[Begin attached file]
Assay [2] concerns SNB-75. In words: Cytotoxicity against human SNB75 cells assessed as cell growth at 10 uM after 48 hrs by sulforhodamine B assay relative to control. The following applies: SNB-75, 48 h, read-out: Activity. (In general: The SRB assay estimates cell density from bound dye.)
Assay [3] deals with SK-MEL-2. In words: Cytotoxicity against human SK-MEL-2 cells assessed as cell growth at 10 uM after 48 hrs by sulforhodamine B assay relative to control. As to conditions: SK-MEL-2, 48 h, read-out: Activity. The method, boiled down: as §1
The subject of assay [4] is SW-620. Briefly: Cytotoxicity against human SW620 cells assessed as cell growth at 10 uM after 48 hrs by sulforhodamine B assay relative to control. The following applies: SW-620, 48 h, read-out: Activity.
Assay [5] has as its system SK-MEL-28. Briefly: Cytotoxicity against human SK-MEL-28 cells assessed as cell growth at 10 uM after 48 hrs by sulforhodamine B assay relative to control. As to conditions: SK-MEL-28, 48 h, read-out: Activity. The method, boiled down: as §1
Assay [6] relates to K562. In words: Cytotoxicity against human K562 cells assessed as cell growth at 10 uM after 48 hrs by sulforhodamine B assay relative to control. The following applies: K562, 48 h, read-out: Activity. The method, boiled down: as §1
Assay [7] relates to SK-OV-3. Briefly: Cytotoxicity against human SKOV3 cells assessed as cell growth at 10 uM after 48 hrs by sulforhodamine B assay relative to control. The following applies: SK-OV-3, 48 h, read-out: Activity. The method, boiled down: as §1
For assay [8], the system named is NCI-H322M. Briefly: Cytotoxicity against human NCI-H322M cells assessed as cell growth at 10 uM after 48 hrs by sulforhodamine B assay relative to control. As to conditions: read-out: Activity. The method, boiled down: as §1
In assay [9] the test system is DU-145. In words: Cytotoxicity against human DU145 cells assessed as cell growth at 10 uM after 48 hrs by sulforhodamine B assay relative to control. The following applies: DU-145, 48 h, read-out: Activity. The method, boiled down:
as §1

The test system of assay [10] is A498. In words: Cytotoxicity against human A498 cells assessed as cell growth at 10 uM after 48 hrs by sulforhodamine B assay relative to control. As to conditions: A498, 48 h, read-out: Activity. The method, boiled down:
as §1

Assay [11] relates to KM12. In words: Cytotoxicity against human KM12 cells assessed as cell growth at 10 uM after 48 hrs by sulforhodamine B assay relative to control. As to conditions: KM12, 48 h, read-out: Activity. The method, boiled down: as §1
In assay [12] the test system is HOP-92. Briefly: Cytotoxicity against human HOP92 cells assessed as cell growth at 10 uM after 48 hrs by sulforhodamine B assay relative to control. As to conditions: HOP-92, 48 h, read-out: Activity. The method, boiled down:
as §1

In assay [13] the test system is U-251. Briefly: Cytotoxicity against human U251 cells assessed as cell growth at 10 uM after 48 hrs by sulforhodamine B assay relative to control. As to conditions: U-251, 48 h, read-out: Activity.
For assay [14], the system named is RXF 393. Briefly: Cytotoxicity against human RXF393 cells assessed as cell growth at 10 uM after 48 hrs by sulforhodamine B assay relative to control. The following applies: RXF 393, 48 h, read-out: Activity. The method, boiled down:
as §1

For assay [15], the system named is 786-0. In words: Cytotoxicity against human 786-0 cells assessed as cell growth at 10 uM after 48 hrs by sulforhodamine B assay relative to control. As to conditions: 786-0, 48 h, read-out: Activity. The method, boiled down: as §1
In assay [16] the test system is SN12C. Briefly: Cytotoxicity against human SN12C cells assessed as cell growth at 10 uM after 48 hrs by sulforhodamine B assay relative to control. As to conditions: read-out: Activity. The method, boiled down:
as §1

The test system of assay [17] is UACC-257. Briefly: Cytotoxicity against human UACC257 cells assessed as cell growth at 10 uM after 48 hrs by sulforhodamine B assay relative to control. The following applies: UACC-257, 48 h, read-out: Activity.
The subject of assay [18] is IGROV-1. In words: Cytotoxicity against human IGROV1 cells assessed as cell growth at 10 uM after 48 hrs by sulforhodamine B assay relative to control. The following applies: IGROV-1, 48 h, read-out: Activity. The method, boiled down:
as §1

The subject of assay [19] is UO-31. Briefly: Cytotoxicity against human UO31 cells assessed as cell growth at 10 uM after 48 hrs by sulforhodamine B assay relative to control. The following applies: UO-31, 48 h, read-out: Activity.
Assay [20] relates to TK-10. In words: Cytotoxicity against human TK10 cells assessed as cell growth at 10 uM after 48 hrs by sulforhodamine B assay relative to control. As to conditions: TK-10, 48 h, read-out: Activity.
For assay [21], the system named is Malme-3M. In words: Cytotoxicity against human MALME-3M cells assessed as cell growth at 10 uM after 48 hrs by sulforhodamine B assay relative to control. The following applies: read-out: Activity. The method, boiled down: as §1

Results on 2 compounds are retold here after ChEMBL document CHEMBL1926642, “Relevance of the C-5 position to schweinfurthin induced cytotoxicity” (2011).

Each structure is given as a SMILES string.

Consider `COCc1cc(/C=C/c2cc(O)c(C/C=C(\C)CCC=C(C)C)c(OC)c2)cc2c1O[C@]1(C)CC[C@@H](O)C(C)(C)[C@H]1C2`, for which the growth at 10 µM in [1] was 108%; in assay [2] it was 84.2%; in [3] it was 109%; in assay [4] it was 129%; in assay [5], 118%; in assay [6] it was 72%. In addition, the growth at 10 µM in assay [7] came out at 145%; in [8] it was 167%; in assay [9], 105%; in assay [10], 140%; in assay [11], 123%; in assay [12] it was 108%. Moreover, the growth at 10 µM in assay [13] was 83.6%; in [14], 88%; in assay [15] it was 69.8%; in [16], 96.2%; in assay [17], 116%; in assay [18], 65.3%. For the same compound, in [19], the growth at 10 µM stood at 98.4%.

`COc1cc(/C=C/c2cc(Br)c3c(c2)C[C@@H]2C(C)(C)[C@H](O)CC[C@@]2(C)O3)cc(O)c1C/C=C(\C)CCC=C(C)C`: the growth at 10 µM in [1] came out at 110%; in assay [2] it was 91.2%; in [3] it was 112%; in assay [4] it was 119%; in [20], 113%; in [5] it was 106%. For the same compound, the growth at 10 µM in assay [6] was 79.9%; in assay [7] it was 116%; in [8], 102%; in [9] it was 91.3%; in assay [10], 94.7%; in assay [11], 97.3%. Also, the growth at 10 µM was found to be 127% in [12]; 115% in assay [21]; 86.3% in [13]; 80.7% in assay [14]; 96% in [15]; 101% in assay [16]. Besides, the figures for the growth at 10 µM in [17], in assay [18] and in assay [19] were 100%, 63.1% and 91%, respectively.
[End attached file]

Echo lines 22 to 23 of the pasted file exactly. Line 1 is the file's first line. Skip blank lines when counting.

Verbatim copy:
The subject of assay [18] is IGROV-1. In words: Cytotoxicity against human IGROV1 cells assessed as cell growth at 10 uM after 48 hrs by sulforhodamine B assay relative to control. The following applies: IGROV-1, 48 h, read-out: Activity. The method, boiled down:
as §1